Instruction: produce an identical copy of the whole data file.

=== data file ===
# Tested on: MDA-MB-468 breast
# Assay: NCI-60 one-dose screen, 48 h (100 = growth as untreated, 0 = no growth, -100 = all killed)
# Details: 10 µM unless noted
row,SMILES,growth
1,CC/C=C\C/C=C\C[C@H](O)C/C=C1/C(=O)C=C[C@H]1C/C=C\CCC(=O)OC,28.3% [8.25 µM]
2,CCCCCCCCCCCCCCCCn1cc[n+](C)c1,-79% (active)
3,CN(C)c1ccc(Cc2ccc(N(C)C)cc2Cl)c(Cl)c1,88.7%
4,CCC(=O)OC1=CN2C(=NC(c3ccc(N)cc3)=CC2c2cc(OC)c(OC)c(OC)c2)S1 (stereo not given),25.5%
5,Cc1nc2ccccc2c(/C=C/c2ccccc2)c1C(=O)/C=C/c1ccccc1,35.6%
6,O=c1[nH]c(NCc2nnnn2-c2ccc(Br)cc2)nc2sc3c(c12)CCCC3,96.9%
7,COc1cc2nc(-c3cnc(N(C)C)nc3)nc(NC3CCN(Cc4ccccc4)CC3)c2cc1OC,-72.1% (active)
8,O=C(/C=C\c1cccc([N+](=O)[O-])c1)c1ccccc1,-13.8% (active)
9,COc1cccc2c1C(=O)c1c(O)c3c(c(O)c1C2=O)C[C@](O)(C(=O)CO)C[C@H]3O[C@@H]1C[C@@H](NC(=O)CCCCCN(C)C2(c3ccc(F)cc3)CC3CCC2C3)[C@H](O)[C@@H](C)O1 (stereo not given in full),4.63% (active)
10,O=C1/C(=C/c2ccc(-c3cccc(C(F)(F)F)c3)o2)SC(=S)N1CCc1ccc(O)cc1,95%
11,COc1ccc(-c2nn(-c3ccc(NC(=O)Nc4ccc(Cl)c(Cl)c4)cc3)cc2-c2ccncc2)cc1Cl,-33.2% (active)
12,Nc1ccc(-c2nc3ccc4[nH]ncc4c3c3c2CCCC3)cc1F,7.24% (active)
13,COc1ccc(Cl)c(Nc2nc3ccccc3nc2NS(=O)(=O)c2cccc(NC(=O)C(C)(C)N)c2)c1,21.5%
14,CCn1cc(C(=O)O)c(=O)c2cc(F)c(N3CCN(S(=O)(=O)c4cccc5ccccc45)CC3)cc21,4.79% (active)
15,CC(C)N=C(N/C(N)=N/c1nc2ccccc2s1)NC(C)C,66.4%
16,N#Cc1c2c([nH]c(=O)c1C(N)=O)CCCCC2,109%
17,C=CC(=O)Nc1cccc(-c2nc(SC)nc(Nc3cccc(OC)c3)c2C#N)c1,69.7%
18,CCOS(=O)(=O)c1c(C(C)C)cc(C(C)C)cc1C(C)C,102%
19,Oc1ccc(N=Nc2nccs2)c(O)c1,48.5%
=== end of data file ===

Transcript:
# Tested on: MDA-MB-468 breast
# Assay: NCI-60 one-dose screen, 48 h (100 = growth as untreated, 0 = no growth, -100 = all killed)
# Details: 10 µM unless noted
row,SMILES,growth
1,CC/C=C\C/C=C\C[C@H](O)C/C=C1/C(=O)C=C[C@H]1C/C=C\CCC(=O)OC,28.3% [8.25 µM]
2,CCCCCCCCCCCCCCCCn1cc[n+](C)c1,-79% (active)
3,CN(C)c1ccc(Cc2ccc(N(C)C)cc2Cl)c(Cl)c1,88.7%
4,CCC(=O)OC1=CN2C(=NC(c3ccc(N)cc3)=CC2c2cc(OC)c(OC)c(OC)c2)S1 (stereo not given),25.5%
5,Cc1nc2ccccc2c(/C=C/c2ccccc2)c1C(=O)/C=C/c1ccccc1,35.6%
6,O=c1[nH]c(NCc2nnnn2-c2ccc(Br)cc2)nc2sc3c(c12)CCCC3,96.9%
7,COc1cc2nc(-c3cnc(N(C)C)nc3)nc(NC3CCN(Cc4ccccc4)CC3)c2cc1OC,-72.1% (active)
8,O=C(/C=C\c1cccc([N+](=O)[O-])c1)c1ccccc1,-13.8% (active)
9,COc1cccc2c1C(=O)c1c(O)c3c(c(O)c1C2=O)C[C@](O)(C(=O)CO)C[C@H]3O[C@@H]1C[C@@H](NC(=O)CCCCCN(C)C2(c3ccc(F)cc3)CC3CCC2C3)[C@H](O)[C@@H](C)O1 (stereo not given in full),4.63% (active)
10,O=C1/C(=C/c2ccc(-c3cccc(C(F)(F)F)c3)o2)SC(=S)N1CCc1ccc(O)cc1,95%
11,COc1ccc(-c2nn(-c3ccc(NC(=O)Nc4ccc(Cl)c(Cl)c4)cc3)cc2-c2ccncc2)cc1Cl,-33.2% (active)
12,Nc1ccc(-c2nc3ccc4[nH]ncc4c3c3c2CCCC3)cc1F,7.24% (active)
13,COc1ccc(Cl)c(Nc2nc3ccccc3nc2NS(=O)(=O)c2cccc(NC(=O)C(C)(C)N)c2)c1,21.5%
14,CCn1cc(C(=O)O)c(=O)c2cc(F)c(N3CCN(S(=O)(=O)c4cccc5ccccc45)CC3)cc21,4.79% (active)
15,CC(C)N=C(N/C(N)=N/c1nc2ccccc2s1)NC(C)C,66.4%
16,N#Cc1c2c([nH]c(=O)c1C(N)=O)CCCCC2,109%
17,C=CC(=O)Nc1cccc(-c2nc(SC)nc(Nc3cccc(OC)c3)c2C#N)c1,69.7%
18,CCOS(=O)(=O)c1c(C(C)C)cc(C(C)C)cc1C(C)C,102%
19,Oc1ccc(N=Nc2nccs2)c(O)c1,48.5%